ONE TEAM - ONE FIGHT!!!

Mike

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Since I went to computerized reports about 6 years ago, I have always printed and delivered my report on site. I guess this was a natural evolution from delivering handwritten reports on site for the previous 10 years.

I strongly urge the buyer to be at the inspection and I ask him to review my printed report while I finish up other chores like a WDI report or lawn sprinkler inspection. I use the buyer to help me catch errors and it also lets me know whether or not he understands the report. It is rare for me to think of something I missed later, but if I do I just email any additions to the buyer.

I do ask most buyers if they want an email copy in addition to the printed copy they reviewed and many appreciate the electronic copy. I email it ASAP upon returning to the office.

Out-of-town and absent buyers get emailed reports within an hour or two of my returning to the office.

It really feels good to be finished with the inspection and reporting when I leave the job site.

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Basic Tenant of Military leadership: Know yourself and seek Self-Improvement.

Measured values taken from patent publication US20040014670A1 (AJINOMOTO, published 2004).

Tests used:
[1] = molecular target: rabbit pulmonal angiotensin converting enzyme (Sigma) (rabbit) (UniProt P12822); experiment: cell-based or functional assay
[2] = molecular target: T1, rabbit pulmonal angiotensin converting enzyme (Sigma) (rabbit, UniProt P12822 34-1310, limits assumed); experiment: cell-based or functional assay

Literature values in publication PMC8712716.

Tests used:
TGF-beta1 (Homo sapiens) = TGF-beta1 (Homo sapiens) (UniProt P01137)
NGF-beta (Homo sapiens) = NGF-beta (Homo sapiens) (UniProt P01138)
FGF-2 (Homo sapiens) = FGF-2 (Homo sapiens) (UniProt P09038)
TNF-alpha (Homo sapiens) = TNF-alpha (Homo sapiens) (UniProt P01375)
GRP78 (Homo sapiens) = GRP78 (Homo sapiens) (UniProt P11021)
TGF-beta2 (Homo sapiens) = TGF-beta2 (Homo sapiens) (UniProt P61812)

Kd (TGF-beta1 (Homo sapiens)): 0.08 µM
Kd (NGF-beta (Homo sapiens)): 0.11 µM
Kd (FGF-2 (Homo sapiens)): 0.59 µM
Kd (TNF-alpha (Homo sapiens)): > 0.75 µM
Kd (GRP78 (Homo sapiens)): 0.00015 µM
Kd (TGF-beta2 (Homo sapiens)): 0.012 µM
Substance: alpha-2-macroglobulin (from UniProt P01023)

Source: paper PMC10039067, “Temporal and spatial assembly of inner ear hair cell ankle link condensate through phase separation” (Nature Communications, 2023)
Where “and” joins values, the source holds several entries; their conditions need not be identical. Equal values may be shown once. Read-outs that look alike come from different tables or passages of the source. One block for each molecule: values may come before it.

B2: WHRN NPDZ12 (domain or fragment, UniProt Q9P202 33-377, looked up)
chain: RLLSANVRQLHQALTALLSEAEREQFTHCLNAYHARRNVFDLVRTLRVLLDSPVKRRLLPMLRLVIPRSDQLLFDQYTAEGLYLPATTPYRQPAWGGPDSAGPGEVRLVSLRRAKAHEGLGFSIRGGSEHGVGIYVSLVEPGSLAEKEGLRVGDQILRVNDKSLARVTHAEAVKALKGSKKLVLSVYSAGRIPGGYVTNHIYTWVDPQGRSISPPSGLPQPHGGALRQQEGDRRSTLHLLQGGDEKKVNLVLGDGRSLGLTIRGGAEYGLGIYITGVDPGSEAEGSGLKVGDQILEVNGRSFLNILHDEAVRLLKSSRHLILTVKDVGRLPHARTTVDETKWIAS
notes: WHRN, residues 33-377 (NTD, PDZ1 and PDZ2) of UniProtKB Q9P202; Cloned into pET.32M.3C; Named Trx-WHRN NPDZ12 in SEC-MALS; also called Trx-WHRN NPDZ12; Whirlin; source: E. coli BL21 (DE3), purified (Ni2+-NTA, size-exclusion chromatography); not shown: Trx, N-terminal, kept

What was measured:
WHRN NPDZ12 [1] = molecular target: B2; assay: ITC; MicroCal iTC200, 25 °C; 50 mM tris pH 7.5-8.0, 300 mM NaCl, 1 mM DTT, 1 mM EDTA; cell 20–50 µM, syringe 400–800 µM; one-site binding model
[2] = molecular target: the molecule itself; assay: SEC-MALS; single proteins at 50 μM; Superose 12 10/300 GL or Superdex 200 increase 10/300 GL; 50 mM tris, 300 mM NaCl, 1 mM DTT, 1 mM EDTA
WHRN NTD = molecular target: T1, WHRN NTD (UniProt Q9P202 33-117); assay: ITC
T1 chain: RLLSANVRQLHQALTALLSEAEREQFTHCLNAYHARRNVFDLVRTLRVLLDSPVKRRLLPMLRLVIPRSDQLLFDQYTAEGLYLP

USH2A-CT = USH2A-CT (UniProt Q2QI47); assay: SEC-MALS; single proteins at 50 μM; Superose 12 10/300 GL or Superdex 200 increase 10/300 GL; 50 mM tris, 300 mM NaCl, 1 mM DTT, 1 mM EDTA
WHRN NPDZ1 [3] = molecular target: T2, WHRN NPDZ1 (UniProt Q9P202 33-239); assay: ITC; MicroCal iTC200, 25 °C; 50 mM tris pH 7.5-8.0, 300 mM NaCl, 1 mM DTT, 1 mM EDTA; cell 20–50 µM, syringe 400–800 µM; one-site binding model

How you format and deliver a report really comes down to your own writing and organizational skills. I have completed over 5000 home inspections and have trained about 10 other guys. We have always delivered on site. Originally, I fell into using a lap top on site because of my terrible hand writing and grammar (I are a collage gradeate. No, really). At that point (just after the Crustaceous period ended) it was so new that it was part of my marketing plan. Once I figured out how few changes I made in reviewing at home, I bought a cheep printer and the rest is history. I am convinced that it works for me because of my skill set and personality.

I want to be very careful to say that I do not think ill of anyone that does not deliver on sight. I understand the rational for reviewing it at home and posting or emailing that evening. What ever works for you is whatever works for you.

If you do not deliver at site, I will repeat the question that I put to my sponsor as an apprentice over 12 years ago: How often do you change a significant point while editing at home? On site delivery is not for people that are not highly decisive in their language and evaluation. (No criticism intended) However, if you find that 99% of your edits at home are changing "happy" to "glad" then what is the point? Try site deliver, it may make you more efficient.

As an additional point, do the math: you can do two a day and sometimes three a day if you are really good with a computer. I fully realize that some inspectors are vociferous in their opposition to three a day, however, that is also an issue of skill set and personality. In the end, you will never pull off a three a day week unless you are either a single workaholic or computer savvy.